This book tells the story of a French cabin boy, Narcisse Pelletier, and his life with the Uutaalnganu people of north-east Cape York from 1858 to 1875. Even though it is all but forgotten in Australia, and in France is known only in its broad outlines, Pelletier's story rivals that of the famous William Buckley, both as a tale of human survival and as an enthralling and accessible ethnographic record. Narcisse Pelletier, from the village of Saint-Gilles-sur-Vie, was fourteen years old when the Saint-Paul was wrecked near Rossel Island off New Guinea in 1858. Leaving behind more than 300 Chinese labourers recruited for the Australian goldfields, believed to have been subsequently massacred by the Rossel Islanders, the ship's captain and crew, including the cabin boy, escaped in a longboat. After a gruelling voyage across the Coral Sea, they landed near Cape Direction on Cape York, where Pelletier found himself abandoned when the boat sailed off without him. He was rescued by an Aboriginal family and remained with them as a member of their clan until 1875 when he was sighted by the crew of a pearling lugger. 'Rescued' against his will, Pelletier was conveyed to Sydney and then repatriated to France.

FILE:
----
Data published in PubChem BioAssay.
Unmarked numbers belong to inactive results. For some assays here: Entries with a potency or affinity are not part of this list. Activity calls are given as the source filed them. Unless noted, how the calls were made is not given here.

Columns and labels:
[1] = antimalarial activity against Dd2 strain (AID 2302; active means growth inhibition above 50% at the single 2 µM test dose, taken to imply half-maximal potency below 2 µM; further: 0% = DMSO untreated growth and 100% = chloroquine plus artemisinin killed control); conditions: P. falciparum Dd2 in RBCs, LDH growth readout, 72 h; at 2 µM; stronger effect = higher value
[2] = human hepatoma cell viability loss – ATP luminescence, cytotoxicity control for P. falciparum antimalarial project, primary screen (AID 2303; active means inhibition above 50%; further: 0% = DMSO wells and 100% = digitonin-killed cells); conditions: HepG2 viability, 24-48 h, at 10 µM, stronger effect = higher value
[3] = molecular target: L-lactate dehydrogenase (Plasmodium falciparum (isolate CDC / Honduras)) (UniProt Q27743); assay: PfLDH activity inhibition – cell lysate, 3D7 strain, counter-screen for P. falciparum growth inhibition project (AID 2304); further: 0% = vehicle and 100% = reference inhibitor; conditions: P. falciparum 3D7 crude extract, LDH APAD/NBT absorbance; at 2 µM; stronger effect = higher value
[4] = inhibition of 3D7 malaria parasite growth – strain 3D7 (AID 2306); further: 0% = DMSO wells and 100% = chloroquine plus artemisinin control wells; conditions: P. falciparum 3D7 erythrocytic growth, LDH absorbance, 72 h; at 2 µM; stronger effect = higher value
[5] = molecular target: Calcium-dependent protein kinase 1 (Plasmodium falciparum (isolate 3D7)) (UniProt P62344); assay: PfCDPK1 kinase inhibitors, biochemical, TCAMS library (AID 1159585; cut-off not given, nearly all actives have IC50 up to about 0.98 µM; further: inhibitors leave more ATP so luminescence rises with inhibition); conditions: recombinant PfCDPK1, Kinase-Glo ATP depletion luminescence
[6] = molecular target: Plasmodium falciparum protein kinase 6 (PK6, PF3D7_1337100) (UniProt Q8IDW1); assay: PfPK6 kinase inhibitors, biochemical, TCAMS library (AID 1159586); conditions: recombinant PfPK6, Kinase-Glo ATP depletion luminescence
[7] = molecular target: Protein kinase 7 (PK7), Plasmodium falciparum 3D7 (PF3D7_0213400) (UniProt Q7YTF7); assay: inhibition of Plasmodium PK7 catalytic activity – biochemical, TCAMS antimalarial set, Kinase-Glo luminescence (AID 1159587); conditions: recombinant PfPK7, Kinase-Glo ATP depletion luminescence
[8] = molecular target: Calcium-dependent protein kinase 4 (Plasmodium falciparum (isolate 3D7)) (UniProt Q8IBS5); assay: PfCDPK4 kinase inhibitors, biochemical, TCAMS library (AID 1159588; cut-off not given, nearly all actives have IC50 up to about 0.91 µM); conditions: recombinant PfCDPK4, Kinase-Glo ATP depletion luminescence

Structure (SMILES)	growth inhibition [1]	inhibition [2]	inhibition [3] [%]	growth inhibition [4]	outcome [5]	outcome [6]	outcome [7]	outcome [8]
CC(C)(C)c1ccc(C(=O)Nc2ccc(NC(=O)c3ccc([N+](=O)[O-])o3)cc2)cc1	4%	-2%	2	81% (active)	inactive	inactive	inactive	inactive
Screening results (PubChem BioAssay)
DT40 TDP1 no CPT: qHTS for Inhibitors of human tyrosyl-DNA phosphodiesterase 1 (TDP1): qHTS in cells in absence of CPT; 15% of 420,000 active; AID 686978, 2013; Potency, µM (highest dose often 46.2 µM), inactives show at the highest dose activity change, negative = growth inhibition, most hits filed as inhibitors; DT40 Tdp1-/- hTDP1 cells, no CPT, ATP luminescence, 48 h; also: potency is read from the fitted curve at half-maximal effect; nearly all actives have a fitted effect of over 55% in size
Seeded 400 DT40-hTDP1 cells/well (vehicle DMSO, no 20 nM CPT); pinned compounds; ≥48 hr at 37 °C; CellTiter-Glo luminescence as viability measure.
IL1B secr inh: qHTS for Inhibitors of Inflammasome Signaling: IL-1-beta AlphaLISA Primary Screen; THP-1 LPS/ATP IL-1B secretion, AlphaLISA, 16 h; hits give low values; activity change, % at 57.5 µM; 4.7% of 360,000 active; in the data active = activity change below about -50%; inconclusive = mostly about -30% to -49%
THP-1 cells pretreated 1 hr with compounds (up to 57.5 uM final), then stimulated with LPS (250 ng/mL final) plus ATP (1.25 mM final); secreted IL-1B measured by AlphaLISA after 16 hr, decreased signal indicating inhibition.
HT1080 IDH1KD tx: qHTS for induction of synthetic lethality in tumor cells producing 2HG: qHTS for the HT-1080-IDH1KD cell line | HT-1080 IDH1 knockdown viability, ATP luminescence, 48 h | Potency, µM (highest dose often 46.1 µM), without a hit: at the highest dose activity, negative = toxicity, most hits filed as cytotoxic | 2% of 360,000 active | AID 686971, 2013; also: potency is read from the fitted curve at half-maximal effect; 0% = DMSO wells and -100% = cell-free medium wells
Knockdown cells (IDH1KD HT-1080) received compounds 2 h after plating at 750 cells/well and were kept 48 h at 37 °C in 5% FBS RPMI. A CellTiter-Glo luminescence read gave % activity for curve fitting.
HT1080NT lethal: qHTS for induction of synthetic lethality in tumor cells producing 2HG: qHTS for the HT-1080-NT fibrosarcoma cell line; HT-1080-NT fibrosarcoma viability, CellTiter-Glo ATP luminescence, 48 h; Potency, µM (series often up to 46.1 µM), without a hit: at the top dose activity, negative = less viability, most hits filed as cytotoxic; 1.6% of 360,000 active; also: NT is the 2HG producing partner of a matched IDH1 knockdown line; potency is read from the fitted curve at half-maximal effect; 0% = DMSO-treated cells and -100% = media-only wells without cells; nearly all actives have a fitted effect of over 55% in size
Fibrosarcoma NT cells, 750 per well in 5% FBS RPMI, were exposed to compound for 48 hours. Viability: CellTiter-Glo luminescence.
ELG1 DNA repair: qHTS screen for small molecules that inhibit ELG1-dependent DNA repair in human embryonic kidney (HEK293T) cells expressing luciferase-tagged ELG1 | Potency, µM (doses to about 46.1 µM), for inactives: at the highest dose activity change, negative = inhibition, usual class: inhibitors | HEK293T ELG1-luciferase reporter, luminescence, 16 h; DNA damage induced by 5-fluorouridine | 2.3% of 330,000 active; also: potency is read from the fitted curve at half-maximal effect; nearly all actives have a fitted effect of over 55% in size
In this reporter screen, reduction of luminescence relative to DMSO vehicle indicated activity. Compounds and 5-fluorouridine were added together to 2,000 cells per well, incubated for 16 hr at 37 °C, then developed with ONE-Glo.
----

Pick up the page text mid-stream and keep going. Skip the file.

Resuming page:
Even though it is all but forgotten in Australia, and in France his Cape York experience is known only in its broad outlines, his story rivals that of the famous William Buckley, and is now for the first time presented in English, complemented by an in-depth introductory essay and ethnographic commentary.
This book is required reading for anyone with an interest in Australian history, anthropology, or the intriguing pre-colonial world.